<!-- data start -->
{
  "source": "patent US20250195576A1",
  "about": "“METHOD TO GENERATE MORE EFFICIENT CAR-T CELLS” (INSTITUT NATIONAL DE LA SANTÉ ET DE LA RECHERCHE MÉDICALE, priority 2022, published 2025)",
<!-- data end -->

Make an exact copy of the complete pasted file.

{
  "source": "patent US20250195576A1",
  "about": "“METHOD TO GENERATE MORE EFFICIENT CAR-T CELLS” (INSTITUT NATIONAL DE LA SANTÉ ET DE LA RECHERCHE MÉDICALE, priority 2022, published 2025)",